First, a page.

Professor Barry Frew has become accustomed to the dropped jaws and double takes from first-time visitors to the Navy's Center for Executive Education. In other parts of the legendary Naval Postgraduate School, in Monterey, California, classroom walls are painted chalk yellow, and prison-issue furniture is bolted to beige floor tiles. But Frew's center, on the third floor of Ingersoll Hall, has plush couches resting on mocha-colored carpeting against a backdrop of fine art.
The center looks that way for a reason, explains Frew, 52, the program's founder and a 15-year faculty member at the school: "If I want people to think differently, if I want them to understand that this place is different from anything they've experienced, then it has to look different. You can't serve up the same old thing and then expect people to rethink their approach to the world."
And that's exactly what Frew expects of his students — who primarily are top-ranking naval officers and civil-service executives. The center, which has been around for two years, gives students the tools they need to reinvent the Navy. So far, 70 people — including about 45 one-, two-, three-, and four-star officers — have attended Frew's classes, which are a combination of technology, rock climbing, and in-your-face grilling. Frew also invites Silicon Valley's elite — including Larry Ellison, CEO of Oracle, and John Chambers, CEO of Cisco Systems — to deliver their "war stories" about change. These classes have created a group of high-ranking mavericks who are fueling innovations that would have been unthinkable a short time ago.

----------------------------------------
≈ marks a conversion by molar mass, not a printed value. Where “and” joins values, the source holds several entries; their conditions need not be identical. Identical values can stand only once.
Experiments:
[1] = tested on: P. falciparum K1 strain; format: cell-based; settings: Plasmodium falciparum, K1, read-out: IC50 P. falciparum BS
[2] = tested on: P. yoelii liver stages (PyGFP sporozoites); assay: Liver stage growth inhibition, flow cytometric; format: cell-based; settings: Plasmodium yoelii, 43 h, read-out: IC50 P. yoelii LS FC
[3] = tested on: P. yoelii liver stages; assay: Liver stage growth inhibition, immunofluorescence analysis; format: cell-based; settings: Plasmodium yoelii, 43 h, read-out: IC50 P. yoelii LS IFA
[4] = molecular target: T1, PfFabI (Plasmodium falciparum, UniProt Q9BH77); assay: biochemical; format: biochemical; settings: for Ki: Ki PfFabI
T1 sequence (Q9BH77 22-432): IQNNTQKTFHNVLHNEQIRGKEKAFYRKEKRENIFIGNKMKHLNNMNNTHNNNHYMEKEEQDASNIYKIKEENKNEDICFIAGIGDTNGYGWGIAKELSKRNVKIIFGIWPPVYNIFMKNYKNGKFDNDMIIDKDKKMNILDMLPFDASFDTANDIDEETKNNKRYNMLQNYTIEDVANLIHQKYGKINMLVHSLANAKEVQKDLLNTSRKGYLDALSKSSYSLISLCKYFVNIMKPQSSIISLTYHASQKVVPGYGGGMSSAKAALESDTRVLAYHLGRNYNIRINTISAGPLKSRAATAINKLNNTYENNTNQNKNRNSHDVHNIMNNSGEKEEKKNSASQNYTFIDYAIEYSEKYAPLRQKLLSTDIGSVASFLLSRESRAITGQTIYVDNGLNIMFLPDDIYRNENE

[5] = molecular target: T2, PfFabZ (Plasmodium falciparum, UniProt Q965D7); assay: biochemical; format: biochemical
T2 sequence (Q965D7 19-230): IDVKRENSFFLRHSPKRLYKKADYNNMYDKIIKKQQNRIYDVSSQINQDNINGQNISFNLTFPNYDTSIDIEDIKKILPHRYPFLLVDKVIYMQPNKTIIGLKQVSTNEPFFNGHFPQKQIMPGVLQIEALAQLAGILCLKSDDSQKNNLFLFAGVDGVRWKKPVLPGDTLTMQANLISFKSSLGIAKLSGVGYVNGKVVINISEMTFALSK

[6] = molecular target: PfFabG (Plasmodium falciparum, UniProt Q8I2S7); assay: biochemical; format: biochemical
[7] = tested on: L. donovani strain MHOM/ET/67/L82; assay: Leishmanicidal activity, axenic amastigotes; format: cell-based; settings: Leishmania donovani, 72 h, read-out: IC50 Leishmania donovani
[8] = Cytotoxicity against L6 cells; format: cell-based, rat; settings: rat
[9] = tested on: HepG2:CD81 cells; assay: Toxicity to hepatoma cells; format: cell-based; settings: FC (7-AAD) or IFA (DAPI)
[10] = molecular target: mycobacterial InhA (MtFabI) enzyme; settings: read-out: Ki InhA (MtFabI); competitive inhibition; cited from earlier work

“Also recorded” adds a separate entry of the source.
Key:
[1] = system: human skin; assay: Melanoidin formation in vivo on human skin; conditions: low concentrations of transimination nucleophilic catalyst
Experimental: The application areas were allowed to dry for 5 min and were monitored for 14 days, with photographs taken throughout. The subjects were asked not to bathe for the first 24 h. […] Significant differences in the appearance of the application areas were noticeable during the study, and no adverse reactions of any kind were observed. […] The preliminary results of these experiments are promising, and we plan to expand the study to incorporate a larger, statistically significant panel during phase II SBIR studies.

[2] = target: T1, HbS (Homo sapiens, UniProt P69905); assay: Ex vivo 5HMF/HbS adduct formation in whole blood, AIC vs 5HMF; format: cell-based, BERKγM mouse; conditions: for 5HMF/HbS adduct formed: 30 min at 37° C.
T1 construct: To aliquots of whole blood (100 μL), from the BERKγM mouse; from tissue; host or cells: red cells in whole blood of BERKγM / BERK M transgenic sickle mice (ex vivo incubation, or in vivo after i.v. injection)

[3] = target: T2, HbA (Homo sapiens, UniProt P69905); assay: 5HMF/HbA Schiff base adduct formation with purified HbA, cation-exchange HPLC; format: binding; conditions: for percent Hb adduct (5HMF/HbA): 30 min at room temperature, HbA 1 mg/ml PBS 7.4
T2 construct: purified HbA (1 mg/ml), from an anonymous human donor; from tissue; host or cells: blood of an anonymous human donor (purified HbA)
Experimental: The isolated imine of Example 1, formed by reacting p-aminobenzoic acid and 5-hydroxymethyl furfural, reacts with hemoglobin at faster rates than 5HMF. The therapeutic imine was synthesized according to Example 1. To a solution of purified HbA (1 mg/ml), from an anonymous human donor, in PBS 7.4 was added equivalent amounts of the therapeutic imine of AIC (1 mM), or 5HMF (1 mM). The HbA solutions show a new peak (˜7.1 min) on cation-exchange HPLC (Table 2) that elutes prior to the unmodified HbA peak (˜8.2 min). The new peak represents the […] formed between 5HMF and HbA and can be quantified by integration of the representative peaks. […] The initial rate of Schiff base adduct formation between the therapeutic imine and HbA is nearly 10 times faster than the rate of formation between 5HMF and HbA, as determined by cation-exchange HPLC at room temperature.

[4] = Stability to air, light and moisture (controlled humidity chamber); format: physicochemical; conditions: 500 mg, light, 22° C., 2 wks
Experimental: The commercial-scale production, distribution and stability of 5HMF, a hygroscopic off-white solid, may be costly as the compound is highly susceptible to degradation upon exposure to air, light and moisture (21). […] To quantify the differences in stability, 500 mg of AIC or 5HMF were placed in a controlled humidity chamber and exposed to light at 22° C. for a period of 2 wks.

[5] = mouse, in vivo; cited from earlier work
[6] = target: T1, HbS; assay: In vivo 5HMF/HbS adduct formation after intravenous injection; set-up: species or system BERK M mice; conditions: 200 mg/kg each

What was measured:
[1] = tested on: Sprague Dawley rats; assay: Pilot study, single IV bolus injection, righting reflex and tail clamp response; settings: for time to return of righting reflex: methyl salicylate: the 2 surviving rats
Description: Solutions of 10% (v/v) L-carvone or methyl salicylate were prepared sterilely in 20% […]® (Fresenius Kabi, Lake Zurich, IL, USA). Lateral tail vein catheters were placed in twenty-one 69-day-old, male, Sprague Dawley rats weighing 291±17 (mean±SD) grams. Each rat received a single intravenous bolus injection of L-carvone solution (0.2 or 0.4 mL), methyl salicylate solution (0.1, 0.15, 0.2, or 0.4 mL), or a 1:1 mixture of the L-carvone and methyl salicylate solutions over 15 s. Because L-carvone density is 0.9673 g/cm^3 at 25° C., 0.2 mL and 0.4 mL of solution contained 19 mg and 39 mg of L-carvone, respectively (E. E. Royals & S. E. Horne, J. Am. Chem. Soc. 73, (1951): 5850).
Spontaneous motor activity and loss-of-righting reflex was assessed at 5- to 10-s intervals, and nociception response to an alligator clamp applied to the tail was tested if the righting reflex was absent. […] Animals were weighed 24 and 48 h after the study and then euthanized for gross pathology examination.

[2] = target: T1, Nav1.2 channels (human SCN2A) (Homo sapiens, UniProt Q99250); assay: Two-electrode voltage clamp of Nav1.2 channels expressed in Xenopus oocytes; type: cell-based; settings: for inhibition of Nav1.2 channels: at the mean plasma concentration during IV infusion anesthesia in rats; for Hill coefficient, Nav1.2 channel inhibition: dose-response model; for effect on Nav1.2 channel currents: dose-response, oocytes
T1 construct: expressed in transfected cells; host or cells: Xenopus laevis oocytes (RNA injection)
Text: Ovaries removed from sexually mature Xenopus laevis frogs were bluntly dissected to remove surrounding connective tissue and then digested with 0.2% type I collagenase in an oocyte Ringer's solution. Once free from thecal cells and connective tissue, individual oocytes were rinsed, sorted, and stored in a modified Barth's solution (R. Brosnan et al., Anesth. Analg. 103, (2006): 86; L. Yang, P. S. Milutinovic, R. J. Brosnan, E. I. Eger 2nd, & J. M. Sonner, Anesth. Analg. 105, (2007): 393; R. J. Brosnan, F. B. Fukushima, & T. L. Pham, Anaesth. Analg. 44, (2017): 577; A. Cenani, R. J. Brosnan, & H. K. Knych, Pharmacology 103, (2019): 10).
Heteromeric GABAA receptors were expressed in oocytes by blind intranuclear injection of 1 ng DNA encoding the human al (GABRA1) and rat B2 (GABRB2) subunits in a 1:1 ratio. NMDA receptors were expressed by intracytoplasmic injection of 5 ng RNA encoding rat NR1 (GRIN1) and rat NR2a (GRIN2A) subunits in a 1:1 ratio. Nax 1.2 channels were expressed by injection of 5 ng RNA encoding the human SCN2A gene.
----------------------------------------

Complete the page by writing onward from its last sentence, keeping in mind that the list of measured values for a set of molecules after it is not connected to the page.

"Our organization, our culture, and our processes were bogged down with procedures that didn't match our long-term goals," explains Frew, himself a former naval officer. "If the future will bring even more rapid and unpredictable change, then we need to change the way that the Navy does business now — or else it will no longer be able to respond effectively to new kinds of threats."
The solution was to experiment with leadership, to reinvent business processes, and to envision the Navy's future in the context of the Information Age. Edward Moore Jr., 55, a three-star vice admiral who commands the Naval Surface Force's 30,000 people and 82 ships in the Pacific Fleet, was a reluctant convert to Frew's gospel. "I had just started a new job and had come to the conclusion that unless change came from headquarters, I could do nothing," he says. "Frew's course taught me that I could effect change in my own area, no matter what goes on above me."
One of the changes that Moore made was to overhaul ship inspections. In the past, a ship would undergo 153 different types of inspection by technical teams during its 18 months in home port — a time-consuming process that took control of the ship away from its commanding officer. Moore eliminated outdated or redundant inspections, reducing the total number to 11. The result? Sailors now spend 40 more days of their home-port time with their families, rather than on duty for needless inspections.